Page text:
Eclipse: Edge of Light isn’t going to win any awards for its individual parts. Put together though, these parts make for an entertaining story, and an experience that’s essential for any PSVR user. It’s also a fantastic jumping in point for VR gaming in general, being uncomplicated, and straight up fun to play.
The Invincible is fantastic, but it’s still little more than a story. As a game, it pushes the idea of a novel into a new realm, bringing it to life around you for those who might not have the imagination to make that happen while they read. I love that it sets the baseline for how good basic narrative-driven games need to be moving forward, but I wanted more from it. I wanted a few more mechanics, maybe some extra opportunities for exploration and collectibles, and to feel like I had a bit more onus on the events I played through. The Invincible comes so close to hitting the ethereal idea of truly ascended movie and novel narrative experiences and is very much worth playing, but there’s room for improvement.
While Dynasty Warriors 9: Empires didn’t blow us away by doing something fresh with the franchise, that’s never been the point with Musou titles. The game gives you more of what you want: colossal battles in which you regularly rack up thousands of kills and see epic rivalries between great leaders emerge and die before your eyes.
Overall, Burnout Paradise Remastered on the Nintendo Switch is a very good game. It has everything that you need from an open world racer in terms of gameplay, and while some of the systems are dated, you’ll barely noticed them once you’ve experienced the driving.
Ritual: Crown of Horns is a punchy shooter that’s satisfying to play. It’s got a great story for those who want to experience it, and it’s a real looker. As I mentioned at the start of this review, you will emerge from the game as something completely different to when you started it.
Override: Mech City Brawl is a solid port for Nintendo Switch. Any graphical downgrade isn't noticeable in handheld mode, and the action of the game distracts from anything that would stand out. Single-player and local multiplayer can provide hours of fun, but the online multiplayer lets the game down massively. The choice not to implement cross-play harms its long-term appeal, rendering what should enjoyable game modes almost entirely irrelevant. This is still a neat little title, but if you're keen to take your skills online, you might want to look elsewhere for your kicks.
The word puzzler doesn't do Infini justice. It's definitely not for everyone, but I'd say that it's a game that everyone needs to try at least once. Very rarely do the mechanics in puzzle games surprise me, and I think Infini's are well worth exploring, even if you only have a vague interest in puzzlers.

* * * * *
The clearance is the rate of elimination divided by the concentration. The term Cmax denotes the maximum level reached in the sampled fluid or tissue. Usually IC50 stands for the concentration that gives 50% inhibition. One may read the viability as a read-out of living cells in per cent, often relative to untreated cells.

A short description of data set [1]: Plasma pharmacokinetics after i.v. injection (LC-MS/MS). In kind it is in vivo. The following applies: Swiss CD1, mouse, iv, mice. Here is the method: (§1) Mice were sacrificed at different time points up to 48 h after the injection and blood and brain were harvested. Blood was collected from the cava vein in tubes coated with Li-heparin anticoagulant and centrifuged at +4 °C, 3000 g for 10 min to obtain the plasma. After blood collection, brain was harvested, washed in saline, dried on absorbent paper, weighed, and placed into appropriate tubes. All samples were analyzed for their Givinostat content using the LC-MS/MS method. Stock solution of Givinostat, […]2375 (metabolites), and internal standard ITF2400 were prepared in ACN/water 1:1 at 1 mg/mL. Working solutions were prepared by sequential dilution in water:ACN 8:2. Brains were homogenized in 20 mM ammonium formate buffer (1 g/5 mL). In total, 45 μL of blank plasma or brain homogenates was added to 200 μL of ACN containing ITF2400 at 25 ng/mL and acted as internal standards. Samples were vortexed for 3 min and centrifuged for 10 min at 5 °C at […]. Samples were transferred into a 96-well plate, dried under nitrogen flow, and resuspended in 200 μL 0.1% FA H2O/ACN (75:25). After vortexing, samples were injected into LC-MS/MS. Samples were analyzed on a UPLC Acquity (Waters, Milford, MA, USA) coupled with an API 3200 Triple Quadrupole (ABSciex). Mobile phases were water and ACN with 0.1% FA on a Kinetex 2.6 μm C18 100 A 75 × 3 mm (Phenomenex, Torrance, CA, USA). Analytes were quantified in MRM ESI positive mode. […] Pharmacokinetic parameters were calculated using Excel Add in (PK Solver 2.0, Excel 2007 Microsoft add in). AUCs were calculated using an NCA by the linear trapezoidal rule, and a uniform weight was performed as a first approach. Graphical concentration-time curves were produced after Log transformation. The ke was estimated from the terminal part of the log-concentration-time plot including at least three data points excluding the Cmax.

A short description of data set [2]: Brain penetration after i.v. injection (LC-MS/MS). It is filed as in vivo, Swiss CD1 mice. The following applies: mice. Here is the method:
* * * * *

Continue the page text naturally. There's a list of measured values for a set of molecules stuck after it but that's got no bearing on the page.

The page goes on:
I had a blast with Resident Evil 4 Remake Separate Ways, but I can’t help but feel it won’t be for everyone. This DLC doesn’t hold your hand, in fact, it tries to bite it off. The base game never made me feel as stressed or up against the wall as Separate Ways did, and I know some players will find it too much. With that said, this tight DLC is perfect for anyone who had a great time with the base game and just wants more. It’s always incredible to see classic games in the series revitalized for modern audiences, and I think Separate Ways is the best Capcom has done since it began making remakes.
It’s easy to see each new mechanic as another way to stretch the game and add content, but the fact is they’re more than that. Teachers deal with everything in Let’s School and more, making it the most accurate school management game out there. If you want a challenge and something that’s going to push you beyond the limits of other management sims, this is the perfect game to pour dozens of hours into over the next few months.
There is so much to love in Planet of Lana. The visuals, the audio design, and the gameplay combine to create something that feels like you just slot into it. This is a game that everyone was born to play. It’s not overly complicated, except for one puzzle, and it doesn’t try to cram lots of high-sci-fi concepts down your throat. It just exists and welcomes you to play in a way that feels natural and you never truly want to leave behind.
For everything that Atomic Heart does well, there’s a caveat in the controls, stability, or simple game UI. At some points, you can even step between sections of loading in the game to abuse AI or see scenery pop in out of nowhere. It’s a beautiful tapestry with a rich story to tell worthy of the games that inspired it, not least the BioShock franchise.
By the end of your time with the game, you’ll have experienced a rollercoaster of emotions. While it’s such a simple title that doesn’t seem to do anything massively impressive visually or mechanically, FAR: Changing Tides makes you feel and experience the emotions and physical exertion of the protagonist much better than any QTE ever has.